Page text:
Two Dutch men sentenced to death in Morocco

MARRAKECH – The court in Morocco has sentenced two Dutchmen to death for a mistaken murder in café La Crème in Marrakech in November 2017. The two, Shardyone S. (31) and Edwin RM (27), were hired to fight an arch-enemy of Marrakesh in Marrakech. Ridouan Taghi, but accidentally shot and killed the son of a high Moroccan judge.

The intended victim was the Moroccan Dutchman Mustapha el F, alias Moes, who had changed chairs shortly before the attack and thus escaped death. The Moroccan court sentenced a number of other Moroccans with a Dutch passport to long prison terms of six to 20 years.

A cousin of Taghi, Jouad F., has been sentenced to six years for involvement in the murder and two of Taghi’s brothers have also received long prison terms for their role in the mistaken murder.

Capital punishment

Shardyone S. and Edwin RM were also sentenced to death in the first instance. The evidence against them is strong. Because of their striking rasta hairstyles, they were already watched by the Moroccan security service upon arrival and arrested shortly after the attack.

Although they initially denied everything, after their conviction they decided to cooperate with the Moroccan police and share information about the background of the attack.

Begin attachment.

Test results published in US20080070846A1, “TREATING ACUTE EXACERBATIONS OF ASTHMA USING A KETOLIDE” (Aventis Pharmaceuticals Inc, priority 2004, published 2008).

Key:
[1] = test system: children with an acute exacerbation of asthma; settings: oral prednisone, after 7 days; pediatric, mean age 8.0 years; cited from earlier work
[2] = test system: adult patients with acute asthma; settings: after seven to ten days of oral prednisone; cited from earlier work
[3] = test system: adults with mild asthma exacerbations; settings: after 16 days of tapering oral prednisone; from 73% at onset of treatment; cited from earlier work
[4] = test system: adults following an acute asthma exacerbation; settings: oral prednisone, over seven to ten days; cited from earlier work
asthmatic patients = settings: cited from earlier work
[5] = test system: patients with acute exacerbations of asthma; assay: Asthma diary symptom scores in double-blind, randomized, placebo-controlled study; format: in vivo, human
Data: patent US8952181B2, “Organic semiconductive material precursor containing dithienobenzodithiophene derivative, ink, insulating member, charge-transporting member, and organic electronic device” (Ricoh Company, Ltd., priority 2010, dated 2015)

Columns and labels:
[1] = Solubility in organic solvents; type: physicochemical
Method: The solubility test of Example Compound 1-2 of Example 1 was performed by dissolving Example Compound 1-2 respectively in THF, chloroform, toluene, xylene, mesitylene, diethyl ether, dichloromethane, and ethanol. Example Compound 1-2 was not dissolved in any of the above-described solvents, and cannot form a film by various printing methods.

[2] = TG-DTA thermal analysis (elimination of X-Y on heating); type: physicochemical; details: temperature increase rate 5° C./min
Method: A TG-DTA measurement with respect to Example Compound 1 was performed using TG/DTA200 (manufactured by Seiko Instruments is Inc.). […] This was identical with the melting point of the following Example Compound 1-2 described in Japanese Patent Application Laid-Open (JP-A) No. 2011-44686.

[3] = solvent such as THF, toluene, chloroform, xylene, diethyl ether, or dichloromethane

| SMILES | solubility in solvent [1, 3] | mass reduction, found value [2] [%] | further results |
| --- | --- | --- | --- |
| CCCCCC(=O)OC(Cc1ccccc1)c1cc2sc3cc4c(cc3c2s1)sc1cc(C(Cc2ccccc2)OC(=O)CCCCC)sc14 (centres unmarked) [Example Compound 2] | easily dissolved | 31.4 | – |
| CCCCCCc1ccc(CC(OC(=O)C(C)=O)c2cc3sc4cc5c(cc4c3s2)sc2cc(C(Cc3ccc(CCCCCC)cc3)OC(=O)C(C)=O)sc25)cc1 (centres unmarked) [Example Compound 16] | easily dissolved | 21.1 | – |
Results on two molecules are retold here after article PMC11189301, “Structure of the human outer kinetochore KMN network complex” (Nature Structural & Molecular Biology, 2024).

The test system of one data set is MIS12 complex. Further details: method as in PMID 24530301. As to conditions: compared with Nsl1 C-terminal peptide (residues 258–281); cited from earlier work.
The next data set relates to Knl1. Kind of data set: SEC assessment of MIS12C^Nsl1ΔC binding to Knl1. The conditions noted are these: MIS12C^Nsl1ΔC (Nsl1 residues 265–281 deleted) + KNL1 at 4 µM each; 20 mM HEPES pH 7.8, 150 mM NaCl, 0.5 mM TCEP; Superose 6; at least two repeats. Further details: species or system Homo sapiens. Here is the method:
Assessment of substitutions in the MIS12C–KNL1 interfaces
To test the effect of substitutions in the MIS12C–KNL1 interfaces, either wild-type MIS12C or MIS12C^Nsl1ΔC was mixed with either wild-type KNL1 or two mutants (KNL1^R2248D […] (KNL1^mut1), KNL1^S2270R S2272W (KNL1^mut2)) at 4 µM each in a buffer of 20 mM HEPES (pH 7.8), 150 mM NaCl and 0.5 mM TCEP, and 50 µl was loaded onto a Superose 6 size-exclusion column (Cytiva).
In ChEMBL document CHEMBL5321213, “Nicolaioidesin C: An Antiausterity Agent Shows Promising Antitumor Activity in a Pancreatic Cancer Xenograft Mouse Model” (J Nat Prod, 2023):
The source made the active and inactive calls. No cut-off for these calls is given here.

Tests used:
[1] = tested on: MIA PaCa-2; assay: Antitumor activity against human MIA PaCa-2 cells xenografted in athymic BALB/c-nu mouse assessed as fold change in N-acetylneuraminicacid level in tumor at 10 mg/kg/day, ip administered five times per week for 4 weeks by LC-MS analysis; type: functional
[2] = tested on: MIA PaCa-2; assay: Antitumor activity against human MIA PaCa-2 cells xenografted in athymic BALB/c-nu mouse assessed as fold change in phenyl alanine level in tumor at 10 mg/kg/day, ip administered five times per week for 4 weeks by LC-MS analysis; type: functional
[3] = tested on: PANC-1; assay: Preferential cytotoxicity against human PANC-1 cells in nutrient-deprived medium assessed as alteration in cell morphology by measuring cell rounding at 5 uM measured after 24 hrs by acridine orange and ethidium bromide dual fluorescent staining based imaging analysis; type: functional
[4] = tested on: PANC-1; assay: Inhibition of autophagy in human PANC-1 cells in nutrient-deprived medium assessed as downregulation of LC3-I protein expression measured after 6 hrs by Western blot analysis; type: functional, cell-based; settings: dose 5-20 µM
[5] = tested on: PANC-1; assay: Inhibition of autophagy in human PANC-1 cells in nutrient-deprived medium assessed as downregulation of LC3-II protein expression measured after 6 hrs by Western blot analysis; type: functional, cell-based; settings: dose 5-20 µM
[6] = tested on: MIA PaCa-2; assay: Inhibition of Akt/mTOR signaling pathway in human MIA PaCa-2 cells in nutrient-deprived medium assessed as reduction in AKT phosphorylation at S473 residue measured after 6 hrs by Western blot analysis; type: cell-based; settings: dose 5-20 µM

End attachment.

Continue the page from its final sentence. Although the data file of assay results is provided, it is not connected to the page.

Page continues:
Edwin RM stated that Taghi was behind the attack and was also involved in the murder of a younger brother of RM. The two Dutch perpetrators of the mistaken murder hoped to receive a lighter sentence through their cooperation. After their arrest, they also said they knew about a murder list, which included the name of Peter R. de Vries.

Death row

Despite the cooperation of the two, the Court of Appeal ruled harshly this week on the Dutch and their co-perpetrators. The death penalty has serious consequences. In the case of a life sentence, the convicted could have appealed to a treaty that makes it possible to serve the sentence in the Netherlands.

Now that the death penalty has been pronounced, that possibility no longer exists. S. and RM are held in appalling conditions in death cells measuring less than two by two metres. They sleep on the floor, but the cell is so small that they have to lie diagonally.

They have since lodged an appeal in cassation, but according to a lawyer familiar with Moroccan law, it rarely happens that the death penalty, once pronounced, is reviewed. The only bright spot is that the sentence has not been carried out since 1993. The Ministry of Foreign Affairs has provided consular assistance to all Dutch parties involved in this criminal case.

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